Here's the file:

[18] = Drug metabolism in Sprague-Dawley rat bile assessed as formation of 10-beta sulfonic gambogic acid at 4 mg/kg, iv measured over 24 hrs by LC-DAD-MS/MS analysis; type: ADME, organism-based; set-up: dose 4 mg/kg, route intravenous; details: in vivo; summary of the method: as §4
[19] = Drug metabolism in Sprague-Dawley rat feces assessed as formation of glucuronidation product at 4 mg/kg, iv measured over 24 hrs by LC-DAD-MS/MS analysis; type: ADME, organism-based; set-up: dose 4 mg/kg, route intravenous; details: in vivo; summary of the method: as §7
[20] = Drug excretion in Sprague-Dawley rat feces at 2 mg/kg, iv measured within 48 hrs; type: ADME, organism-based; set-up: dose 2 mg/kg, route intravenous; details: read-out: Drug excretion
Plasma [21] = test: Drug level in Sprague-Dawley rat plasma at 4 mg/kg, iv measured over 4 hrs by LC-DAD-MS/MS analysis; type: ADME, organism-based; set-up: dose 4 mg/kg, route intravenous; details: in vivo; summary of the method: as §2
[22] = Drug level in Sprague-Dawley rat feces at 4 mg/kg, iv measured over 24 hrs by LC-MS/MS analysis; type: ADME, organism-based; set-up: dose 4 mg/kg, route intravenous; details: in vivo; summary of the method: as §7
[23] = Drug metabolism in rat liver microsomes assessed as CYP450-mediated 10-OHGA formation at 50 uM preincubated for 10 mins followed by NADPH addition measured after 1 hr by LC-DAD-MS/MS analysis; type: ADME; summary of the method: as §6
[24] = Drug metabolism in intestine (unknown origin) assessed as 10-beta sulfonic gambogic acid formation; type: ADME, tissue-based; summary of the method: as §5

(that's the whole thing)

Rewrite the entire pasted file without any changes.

[18] = Drug metabolism in Sprague-Dawley rat bile assessed as formation of 10-beta sulfonic gambogic acid at 4 mg/kg, iv measured over 24 hrs by LC-DAD-MS/MS analysis; type: ADME, organism-based; set-up: dose 4 mg/kg, route intravenous; details: in vivo; summary of the method: as §4
[19] = Drug metabolism in Sprague-Dawley rat feces assessed as formation of glucuronidation product at 4 mg/kg, iv measured over 24 hrs by LC-DAD-MS/MS analysis; type: ADME, organism-based; set-up: dose 4 mg/kg, route intravenous; details: in vivo; summary of the method: as §7
[20] = Drug excretion in Sprague-Dawley rat feces at 2 mg/kg, iv measured within 48 hrs; type: ADME, organism-based; set-up: dose 2 mg/kg, route intravenous; details: read-out: Drug excretion
Plasma [21] = test: Drug level in Sprague-Dawley rat plasma at 4 mg/kg, iv measured over 4 hrs by LC-DAD-MS/MS analysis; type: ADME, organism-based; set-up: dose 4 mg/kg, route intravenous; details: in vivo; summary of the method: as §2
[22] = Drug level in Sprague-Dawley rat feces at 4 mg/kg, iv measured over 24 hrs by LC-MS/MS analysis; type: ADME, organism-based; set-up: dose 4 mg/kg, route intravenous; details: in vivo; summary of the method: as §7
[23] = Drug metabolism in rat liver microsomes assessed as CYP450-mediated 10-OHGA formation at 50 uM preincubated for 10 mins followed by NADPH addition measured after 1 hr by LC-DAD-MS/MS analysis; type: ADME; summary of the method: as §6
[24] = Drug metabolism in intestine (unknown origin) assessed as 10-beta sulfonic gambogic acid formation; type: ADME, tissue-based; summary of the method: as §5